From the upward arrow, there is another arrow pointing right to a blue textbox containing the term “Lignin Extraction”. From this textbox, another arrow pointing right leads to the word “Energy” while a second arrow below the textbox points downward to a blue textbox containing the term “Lignin Conversion”. A final arrow leaves from this textbox and points to a colourless textbox below containing the words: “Chemicals, Polymers, etc.”

Integrated Forest Biorefinery

The project team is developing a unified energy optimization methodology that will take into account the complex interactions between the various energy systems found in a modern facility in terms of its energy generation, steam and water usage, and heat recovery sequences. This methodology will be used to develop strategies for implementing biorefinery units in Kraft plants, based on actual case studies.

The ultimate goal consists in offering innovative, practical and economically viable technological biorefinery solutions for transforming plants’ operational models by allowing them to manufacture a wide range of innovative value-added bio-products, in addition to their main activities.

Decision-support tool

The knowledge acquired through the application of design methods in this sector will be integrated into a decision-support tool and used to ensure efficient integration of the biorefinery. In terms of modernizing plants in retrofit mode, the tool will:

  • Provide engineering rules for a forest biorefinery and instructions for its implementation in a Kraft plant
  • Calculate the energy and water use profiles of an integrated biorefinery
  • Assess the CO2 emission levels associated with the integrated biorefinery
  • Provide product platforms and the family of products derived from the integration of a biorefinery in a Kraft plant

The decision-support tool is intended for plant engineering teams as well as engineering consulting firms working with the pulp and paper industry.


Activities related to this project are conducted jointly with several partners, including FPInnovations, the École Polytechnique de Montréal and Hydro-Québec. The project also benefits from FPInnovations’ Biorefinery Initiative, which allows many pulp and paper plants to offer and share data required for analyses. The project is consolidated through a direct collaboration with the École Polytechnique de Montréal’s NSERC Chair in Environmental Design Engineering.

Efficient process operation through fault diagnosis

Maintaining a competitive edge in the manufacturing sector requires process performance monitoring and abnormal situation management. Despite the increasingly common use of advanced control systems (e.g. model predictive control tools), some sectors, notably the pulp and paper industry, continue to face abnormal situation management issues. This challenge is due to the fact that the few existing commercial tools are primarily intended for expert users and therefore do not help control room operators in understanding the abnormal situations or in diagnosing anomalies in order to restore the normal functioning of a process.

Automatic fault detection and diagnosis system

CanmetENERGY experts are working toward developing and implementing an automatic fault and detection diagnosis system that will:

  • Perform an online analysis of operating data
  • Provide users with useful and structured information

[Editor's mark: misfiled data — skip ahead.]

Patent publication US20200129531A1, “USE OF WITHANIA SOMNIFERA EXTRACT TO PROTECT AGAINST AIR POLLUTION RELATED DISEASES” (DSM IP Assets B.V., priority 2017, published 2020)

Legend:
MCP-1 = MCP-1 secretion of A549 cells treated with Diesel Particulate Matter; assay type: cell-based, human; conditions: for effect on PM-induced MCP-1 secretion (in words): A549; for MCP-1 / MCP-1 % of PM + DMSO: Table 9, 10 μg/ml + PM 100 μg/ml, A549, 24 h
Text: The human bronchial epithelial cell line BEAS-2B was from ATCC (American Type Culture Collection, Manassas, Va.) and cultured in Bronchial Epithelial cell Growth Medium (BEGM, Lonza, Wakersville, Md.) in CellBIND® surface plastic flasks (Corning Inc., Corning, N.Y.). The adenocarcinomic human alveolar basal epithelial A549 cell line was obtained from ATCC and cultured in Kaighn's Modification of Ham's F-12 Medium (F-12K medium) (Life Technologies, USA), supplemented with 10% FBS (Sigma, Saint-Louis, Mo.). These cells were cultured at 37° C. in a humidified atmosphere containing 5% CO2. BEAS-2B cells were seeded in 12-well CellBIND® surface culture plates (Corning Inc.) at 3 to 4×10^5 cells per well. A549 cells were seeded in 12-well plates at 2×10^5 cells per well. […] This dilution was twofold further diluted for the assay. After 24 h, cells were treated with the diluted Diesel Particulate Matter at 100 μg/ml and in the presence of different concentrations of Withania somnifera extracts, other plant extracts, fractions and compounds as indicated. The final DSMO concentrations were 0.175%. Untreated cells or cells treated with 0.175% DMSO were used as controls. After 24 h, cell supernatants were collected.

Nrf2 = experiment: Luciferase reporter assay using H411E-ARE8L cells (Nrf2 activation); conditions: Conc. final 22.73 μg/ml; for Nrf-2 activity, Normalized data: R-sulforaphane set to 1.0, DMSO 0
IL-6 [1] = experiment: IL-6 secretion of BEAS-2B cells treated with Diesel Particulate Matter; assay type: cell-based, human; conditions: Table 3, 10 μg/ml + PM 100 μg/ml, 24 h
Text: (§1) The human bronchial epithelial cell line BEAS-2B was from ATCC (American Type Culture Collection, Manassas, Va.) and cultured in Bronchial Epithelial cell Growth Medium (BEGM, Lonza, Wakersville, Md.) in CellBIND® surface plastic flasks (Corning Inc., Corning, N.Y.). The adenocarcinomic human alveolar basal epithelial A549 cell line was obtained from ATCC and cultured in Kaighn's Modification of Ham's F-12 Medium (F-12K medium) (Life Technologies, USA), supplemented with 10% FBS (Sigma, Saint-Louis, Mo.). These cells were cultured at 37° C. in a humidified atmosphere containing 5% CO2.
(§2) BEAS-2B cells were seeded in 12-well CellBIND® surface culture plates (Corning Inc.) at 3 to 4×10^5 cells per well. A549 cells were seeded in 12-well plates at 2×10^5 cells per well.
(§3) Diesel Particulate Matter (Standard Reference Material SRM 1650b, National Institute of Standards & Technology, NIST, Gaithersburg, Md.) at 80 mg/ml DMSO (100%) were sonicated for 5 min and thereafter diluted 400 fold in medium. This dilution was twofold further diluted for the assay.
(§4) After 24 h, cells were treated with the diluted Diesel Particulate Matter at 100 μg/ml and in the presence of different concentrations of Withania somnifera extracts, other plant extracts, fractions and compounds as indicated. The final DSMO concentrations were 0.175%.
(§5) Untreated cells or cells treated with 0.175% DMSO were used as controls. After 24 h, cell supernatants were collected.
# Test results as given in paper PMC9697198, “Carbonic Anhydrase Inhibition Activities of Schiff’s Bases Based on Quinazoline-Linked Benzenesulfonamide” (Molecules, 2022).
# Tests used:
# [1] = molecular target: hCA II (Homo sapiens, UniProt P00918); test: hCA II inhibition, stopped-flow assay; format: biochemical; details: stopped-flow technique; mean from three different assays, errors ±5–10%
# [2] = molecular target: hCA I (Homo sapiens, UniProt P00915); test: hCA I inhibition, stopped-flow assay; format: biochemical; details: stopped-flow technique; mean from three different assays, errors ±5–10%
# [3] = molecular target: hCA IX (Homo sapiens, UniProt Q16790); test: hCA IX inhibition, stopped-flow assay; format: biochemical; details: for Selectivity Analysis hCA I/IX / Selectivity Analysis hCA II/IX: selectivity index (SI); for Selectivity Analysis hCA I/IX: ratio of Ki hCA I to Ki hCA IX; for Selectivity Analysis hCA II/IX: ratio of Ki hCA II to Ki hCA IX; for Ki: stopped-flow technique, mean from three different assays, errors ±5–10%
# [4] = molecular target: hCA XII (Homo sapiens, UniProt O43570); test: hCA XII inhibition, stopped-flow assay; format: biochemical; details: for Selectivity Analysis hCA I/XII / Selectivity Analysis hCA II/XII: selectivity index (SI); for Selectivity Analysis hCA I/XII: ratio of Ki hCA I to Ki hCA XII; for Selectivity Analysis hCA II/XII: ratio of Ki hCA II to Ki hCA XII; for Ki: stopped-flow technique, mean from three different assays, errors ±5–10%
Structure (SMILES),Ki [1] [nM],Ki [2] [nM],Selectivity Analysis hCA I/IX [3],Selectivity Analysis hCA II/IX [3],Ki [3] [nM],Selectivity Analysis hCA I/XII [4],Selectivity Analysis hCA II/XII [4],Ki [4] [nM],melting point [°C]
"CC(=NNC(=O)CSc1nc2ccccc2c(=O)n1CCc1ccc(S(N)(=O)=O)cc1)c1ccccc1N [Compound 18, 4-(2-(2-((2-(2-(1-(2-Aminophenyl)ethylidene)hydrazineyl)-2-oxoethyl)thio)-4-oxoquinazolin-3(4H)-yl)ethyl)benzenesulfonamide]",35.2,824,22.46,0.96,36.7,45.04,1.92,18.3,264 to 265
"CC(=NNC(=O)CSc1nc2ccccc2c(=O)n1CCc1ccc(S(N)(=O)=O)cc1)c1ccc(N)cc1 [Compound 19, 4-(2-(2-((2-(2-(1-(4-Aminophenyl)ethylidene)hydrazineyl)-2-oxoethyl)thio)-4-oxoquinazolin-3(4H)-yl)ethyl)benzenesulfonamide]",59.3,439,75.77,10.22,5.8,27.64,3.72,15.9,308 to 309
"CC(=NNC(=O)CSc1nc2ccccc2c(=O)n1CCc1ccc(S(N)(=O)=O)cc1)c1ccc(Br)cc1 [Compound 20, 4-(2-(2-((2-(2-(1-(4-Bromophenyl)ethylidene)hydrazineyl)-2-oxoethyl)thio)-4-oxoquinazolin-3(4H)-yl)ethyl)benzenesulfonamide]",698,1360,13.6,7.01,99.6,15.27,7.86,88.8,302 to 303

• Allow decision making

This system will use a (qualitative and quantitative) hybrid method and will systematically integrate innovative software tools to allow operators to better understand the process and its control conditions, so as to improve the overall plant functioning and management of abnormal situations. By identifying possible malfunctions early on in the process, operators will be able to take immediate corrective action, thereby ensuring that the process is operating within normal limits, and also to improve the equipment maintenance plan, which will in turn reduce energy consumption and increase productivity.

The system will consist of generic and modular computerized toolboxes that will be easily reusable, at low cost, in several other industrial applications. It will also be capable of automatic learning, so as to continuously feed new information into the database in order to improve system capacity. The system will include the following toolboxes:

  • A knowledge base module with qualitative and quantitative data modelling
  • An inference engine, including malfunction detection and classification agents
  • A diagnostic procedure using various agents to identify malfunctions
  • A user interface with the required communication capacities

A method to determine how the various toolboxes may be used either individually or together will also be developed, allowing new applications for different processes to be easily built.

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Process detection & diagnosis system

The following image represents a process detection and diagnosis system overseeing an existing control system. The various steps are connected by arrows indicating the order of operations and the links between them.

On the left, there is a diagram of an existing control system with its three elements (the Existing Process Control, the Process, and the Data) all linked by arrows. From the Data element, an arrow points to a process detection and diagnosis system represented on the right. The first component of this system is that of Data Mining; secondly, there is the Process Monitoring and Fault Detection step, followed by the Fault Diagnosis stage of the operation; and finally, there is the Decision Support step. Following this last step, improvements are either automatically implemented in the process or made by a system operator who physically administers the suggested changes.

Process detection & diagnosis system (in blue) to supervise existing control system (in red).

Contact us

CanmetENERGY is seeking partners interested in collaborating on these research projects. To discuss a potential partnership, please contact us.